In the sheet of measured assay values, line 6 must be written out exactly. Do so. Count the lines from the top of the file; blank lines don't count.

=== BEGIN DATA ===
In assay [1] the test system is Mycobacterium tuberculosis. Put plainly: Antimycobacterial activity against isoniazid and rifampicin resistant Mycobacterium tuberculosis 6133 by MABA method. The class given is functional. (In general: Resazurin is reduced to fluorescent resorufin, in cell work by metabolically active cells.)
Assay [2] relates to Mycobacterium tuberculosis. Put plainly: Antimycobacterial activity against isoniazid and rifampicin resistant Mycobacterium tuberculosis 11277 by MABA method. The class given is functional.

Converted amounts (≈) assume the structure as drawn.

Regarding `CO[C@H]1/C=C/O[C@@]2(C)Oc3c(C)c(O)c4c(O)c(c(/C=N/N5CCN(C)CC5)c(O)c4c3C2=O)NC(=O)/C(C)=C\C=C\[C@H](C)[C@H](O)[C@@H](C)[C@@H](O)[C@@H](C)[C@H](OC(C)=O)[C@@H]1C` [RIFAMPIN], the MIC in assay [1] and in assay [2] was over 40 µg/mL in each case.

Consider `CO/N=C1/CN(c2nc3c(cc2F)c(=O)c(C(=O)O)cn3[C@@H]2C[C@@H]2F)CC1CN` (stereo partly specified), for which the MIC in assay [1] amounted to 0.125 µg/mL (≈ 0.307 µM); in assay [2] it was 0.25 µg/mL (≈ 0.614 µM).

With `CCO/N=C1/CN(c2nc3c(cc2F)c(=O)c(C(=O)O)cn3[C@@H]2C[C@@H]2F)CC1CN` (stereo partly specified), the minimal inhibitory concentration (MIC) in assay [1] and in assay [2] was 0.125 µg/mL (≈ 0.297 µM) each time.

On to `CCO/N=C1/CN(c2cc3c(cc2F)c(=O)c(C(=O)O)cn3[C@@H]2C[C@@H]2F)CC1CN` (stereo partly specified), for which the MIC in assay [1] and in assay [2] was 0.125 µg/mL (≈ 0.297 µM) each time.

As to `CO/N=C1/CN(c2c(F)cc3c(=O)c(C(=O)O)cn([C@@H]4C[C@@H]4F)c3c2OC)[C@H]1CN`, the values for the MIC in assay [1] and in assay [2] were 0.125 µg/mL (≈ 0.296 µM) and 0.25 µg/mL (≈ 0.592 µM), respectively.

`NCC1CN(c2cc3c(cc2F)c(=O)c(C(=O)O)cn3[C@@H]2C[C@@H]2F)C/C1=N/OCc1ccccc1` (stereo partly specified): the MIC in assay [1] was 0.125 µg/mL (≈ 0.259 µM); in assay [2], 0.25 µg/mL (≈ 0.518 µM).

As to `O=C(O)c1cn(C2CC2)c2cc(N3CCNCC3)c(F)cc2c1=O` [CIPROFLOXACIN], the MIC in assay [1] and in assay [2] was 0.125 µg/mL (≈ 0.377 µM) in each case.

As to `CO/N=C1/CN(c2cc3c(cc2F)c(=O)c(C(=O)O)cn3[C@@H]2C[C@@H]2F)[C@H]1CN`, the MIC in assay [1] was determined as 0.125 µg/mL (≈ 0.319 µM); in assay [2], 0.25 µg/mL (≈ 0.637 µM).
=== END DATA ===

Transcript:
With `CCO/N=C1/CN(c2nc3c(cc2F)c(=O)c(C(=O)O)cn3[C@@H]2C[C@@H]2F)CC1CN` (stereo partly specified), the minimal inhibitory concentration (MIC) in assay [1] and in assay [2] was 0.125 µg/mL (≈ 0.297 µM) each time.